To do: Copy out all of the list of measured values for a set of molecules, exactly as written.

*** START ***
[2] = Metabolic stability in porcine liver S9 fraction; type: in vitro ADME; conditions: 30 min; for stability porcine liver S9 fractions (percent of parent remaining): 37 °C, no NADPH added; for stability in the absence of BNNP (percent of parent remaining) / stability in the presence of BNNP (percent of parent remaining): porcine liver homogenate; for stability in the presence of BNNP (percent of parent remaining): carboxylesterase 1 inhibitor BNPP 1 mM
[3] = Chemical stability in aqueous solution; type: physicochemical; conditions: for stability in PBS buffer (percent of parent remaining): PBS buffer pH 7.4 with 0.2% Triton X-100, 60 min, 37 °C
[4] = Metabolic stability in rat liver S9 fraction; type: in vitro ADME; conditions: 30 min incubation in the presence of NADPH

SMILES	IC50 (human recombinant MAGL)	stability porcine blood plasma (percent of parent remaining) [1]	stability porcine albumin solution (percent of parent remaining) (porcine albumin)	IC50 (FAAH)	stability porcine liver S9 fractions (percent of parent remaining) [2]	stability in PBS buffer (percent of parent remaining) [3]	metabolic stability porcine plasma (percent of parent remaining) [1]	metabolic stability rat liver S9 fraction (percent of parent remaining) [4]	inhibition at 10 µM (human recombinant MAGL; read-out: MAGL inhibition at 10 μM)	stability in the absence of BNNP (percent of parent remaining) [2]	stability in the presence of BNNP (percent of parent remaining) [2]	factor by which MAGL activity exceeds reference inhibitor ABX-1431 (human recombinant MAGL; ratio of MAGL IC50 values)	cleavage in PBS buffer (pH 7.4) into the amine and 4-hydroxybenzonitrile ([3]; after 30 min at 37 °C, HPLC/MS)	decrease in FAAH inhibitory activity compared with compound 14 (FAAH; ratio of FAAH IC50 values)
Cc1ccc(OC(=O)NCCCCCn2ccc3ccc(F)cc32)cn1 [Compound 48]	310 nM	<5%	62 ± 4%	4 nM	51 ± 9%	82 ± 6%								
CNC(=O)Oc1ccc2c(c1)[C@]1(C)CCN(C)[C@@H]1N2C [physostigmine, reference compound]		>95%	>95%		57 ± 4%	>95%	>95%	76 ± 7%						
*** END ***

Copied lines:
[2] = Metabolic stability in porcine liver S9 fraction; type: in vitro ADME; conditions: 30 min; for stability porcine liver S9 fractions (percent of parent remaining): 37 °C, no NADPH added; for stability in the absence of BNNP (percent of parent remaining) / stability in the presence of BNNP (percent of parent remaining): porcine liver homogenate; for stability in the presence of BNNP (percent of parent remaining): carboxylesterase 1 inhibitor BNPP 1 mM
[3] = Chemical stability in aqueous solution; type: physicochemical; conditions: for stability in PBS buffer (percent of parent remaining): PBS buffer pH 7.4 with 0.2% Triton X-100, 60 min, 37 °C
[4] = Metabolic stability in rat liver S9 fraction; type: in vitro ADME; conditions: 30 min incubation in the presence of NADPH

SMILES	IC50 (human recombinant MAGL)	stability porcine blood plasma (percent of parent remaining) [1]	stability porcine albumin solution (percent of parent remaining) (porcine albumin)	IC50 (FAAH)	stability porcine liver S9 fractions (percent of parent remaining) [2]	stability in PBS buffer (percent of parent remaining) [3]	metabolic stability porcine plasma (percent of parent remaining) [1]	metabolic stability rat liver S9 fraction (percent of parent remaining) [4]	inhibition at 10 µM (human recombinant MAGL; read-out: MAGL inhibition at 10 μM)	stability in the absence of BNNP (percent of parent remaining) [2]	stability in the presence of BNNP (percent of parent remaining) [2]	factor by which MAGL activity exceeds reference inhibitor ABX-1431 (human recombinant MAGL; ratio of MAGL IC50 values)	cleavage in PBS buffer (pH 7.4) into the amine and 4-hydroxybenzonitrile ([3]; after 30 min at 37 °C, HPLC/MS)	decrease in FAAH inhibitory activity compared with compound 14 (FAAH; ratio of FAAH IC50 values)
Cc1ccc(OC(=O)NCCCCCn2ccc3ccc(F)cc32)cn1 [Compound 48]	310 nM	<5%	62 ± 4%	4 nM	51 ± 9%	82 ± 6%								
CNC(=O)Oc1ccc2c(c1)[C@]1(C)CCN(C)[C@@H]1N2C [physostigmine, reference compound]		>95%	>95%		57 ± 4%	>95%	>95%	76 ± 7%						